# Entropy : Zero 2 _HOT_

We examine ergodicity and configurational entropy for a dilute pigment solution and for a suspension of plant photosystem particles in which both ground and excited state pigments are present. It is concluded that the pigment solution, due to the extreme brevity of the excited state lifetime, is non-ergodic and the configurational entropy approaches zero. Conversely, due to the rapid energy transfer among pigments, each photosystem is ergodic and the configurational entropy is positive. This decreases the free energy of the single photosystem pigment array by a small amount. On the other hand, the suspension of photosystems is non-ergodic and the configurational entropy approaches zero. The overall configurational entropy which, in principle, includes contributions from both the single excited photosystems and the suspension which contains excited photosystems, also approaches zero. Thus the configurational entropy upon photon absorption by either a pigment solution or a suspension of photosystem particles is approximately zero.

## Entropy : Zero 2

Let us explain data supplied in Table 1. Row 1 supplies the general data related to the basic Marjorie Rice Tiling 11. Small letters (a, b, c) denote edges of the tiling; capitals (A, B, C) denote angles of the tiling. Row 2 of the table depicts the modifications of Tiling 11; row 3 supplies the values of edges and angles for various modifications of Tiling 11. Row 4 depicts the corresponding pentagons, constituting Tiling 11. Row 5 depicts the Voronoi diagrams generated by the vertices of various modifications of Tiling 11. Row 6 supplies the values of the Shannon entropy and parameter Î¶ defined by Equation (2). The types of polygons appearing in the Voronoi diagram are also presented in row 6. Angles, denoted B, C, D, and E, inherent for Tiling 11, enable variation within [140;158], [80;44], [130;112], [100;136], respectively. Edges a, b, and c also enable variation in the flexible Marjorie Rice Tilling 11.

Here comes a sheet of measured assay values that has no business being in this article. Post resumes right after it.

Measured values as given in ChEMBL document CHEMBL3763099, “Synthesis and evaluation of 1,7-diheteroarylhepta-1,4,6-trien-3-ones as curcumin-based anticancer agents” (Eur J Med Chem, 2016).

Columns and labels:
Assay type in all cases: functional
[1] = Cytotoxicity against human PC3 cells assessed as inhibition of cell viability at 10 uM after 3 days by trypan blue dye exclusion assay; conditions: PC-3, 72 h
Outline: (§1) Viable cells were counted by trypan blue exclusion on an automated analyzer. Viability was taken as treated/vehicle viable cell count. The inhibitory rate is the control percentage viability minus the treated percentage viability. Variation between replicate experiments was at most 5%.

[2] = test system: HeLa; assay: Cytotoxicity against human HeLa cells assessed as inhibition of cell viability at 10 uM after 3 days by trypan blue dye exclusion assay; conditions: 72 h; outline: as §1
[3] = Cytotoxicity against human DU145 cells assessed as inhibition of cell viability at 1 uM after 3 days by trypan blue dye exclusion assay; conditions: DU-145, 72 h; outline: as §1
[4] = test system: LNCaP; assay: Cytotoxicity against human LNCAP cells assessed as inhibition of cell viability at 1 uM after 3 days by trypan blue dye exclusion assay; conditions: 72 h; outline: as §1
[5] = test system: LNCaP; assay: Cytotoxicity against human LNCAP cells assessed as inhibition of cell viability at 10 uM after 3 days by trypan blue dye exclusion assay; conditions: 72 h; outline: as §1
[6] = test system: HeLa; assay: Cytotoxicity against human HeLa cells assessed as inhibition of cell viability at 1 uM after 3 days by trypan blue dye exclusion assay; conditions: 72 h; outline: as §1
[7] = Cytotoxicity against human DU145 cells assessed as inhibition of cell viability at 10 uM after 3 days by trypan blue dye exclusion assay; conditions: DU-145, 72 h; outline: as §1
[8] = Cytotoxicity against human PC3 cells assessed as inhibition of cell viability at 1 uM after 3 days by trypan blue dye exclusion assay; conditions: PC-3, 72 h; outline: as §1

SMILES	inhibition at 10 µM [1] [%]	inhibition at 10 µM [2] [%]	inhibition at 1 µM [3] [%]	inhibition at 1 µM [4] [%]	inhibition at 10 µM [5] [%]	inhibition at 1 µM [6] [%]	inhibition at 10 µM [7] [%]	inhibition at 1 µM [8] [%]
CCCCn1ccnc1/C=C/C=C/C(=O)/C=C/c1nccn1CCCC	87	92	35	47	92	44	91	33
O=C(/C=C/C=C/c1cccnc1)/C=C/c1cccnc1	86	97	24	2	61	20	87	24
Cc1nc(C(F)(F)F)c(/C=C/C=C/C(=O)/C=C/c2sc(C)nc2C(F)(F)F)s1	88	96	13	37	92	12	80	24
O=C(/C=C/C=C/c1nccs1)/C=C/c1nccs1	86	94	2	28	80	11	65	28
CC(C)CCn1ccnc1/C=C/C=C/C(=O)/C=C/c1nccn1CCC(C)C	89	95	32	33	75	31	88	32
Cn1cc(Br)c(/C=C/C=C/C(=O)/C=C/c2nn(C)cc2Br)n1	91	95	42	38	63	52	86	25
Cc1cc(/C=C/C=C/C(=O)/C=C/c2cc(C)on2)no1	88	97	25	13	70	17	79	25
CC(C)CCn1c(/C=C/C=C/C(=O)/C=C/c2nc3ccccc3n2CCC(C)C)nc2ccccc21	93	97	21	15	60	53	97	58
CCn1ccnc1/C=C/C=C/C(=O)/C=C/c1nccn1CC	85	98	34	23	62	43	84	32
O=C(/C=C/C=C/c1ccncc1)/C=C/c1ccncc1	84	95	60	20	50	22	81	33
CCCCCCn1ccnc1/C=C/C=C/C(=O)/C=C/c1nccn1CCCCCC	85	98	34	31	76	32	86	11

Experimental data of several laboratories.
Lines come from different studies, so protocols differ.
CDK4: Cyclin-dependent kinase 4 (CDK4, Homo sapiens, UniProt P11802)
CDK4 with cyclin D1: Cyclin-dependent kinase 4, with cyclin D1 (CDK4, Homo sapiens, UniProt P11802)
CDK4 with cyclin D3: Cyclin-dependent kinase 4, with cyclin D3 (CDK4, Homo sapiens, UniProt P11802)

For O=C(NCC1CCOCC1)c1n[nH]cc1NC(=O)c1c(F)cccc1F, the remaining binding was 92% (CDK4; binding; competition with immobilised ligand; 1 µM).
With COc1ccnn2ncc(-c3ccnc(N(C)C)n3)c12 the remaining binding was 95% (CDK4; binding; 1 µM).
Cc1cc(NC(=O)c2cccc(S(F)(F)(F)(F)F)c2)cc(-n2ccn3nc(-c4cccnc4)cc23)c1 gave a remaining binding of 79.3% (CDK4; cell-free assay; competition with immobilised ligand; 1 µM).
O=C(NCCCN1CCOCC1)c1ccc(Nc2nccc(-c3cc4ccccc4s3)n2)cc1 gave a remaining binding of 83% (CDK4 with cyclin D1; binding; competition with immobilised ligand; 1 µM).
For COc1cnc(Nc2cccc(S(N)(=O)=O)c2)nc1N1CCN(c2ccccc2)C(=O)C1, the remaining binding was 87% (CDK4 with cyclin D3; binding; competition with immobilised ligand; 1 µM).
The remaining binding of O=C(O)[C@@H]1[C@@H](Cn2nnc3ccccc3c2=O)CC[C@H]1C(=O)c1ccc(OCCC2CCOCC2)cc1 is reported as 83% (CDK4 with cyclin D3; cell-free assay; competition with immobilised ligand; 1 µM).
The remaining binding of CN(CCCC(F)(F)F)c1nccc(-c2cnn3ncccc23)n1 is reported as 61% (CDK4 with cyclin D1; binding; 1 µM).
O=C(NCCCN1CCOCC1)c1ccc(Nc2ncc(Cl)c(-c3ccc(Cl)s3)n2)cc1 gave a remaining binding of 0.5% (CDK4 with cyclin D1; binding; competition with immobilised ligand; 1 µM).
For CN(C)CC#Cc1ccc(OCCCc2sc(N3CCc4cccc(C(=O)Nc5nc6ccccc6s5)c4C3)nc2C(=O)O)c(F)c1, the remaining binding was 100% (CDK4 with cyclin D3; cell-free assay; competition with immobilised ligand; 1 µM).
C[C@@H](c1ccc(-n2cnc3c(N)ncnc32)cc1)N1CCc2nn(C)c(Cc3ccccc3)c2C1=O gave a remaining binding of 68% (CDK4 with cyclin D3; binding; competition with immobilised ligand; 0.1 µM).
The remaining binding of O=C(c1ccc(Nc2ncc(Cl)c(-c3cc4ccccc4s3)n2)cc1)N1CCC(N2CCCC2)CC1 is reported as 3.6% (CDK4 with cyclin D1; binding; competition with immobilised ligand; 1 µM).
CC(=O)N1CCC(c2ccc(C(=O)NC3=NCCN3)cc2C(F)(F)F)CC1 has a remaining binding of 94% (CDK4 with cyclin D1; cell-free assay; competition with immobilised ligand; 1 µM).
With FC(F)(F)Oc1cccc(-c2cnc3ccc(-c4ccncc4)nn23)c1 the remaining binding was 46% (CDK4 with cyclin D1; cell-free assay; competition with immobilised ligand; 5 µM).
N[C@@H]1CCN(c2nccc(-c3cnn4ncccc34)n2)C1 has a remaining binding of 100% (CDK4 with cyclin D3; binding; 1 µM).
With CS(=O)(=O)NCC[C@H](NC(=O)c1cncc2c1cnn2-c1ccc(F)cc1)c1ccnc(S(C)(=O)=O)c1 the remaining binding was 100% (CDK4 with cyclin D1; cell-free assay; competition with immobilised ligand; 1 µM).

Quantitative parameters of the set of Voronoi tessellations emerging from the 15 basic pentagons. The types of basic pentagons are supplied in Table A1. The values the Shannon entropy and parameter Î¶ defined by Equation (2) and quantifying the ratio of polygon types which are present in the given tessellation are supplied.

Obviously, the Shannon entropy of the source tessellation built of pentagons only is zero. It is recognized that the Shannon entropy of the Voronoi tessellations is varied in a broad range for the mosaics emerging from the same source pentagonal tiling, namely Equation (3) is true for Tiling 11: 041b061a72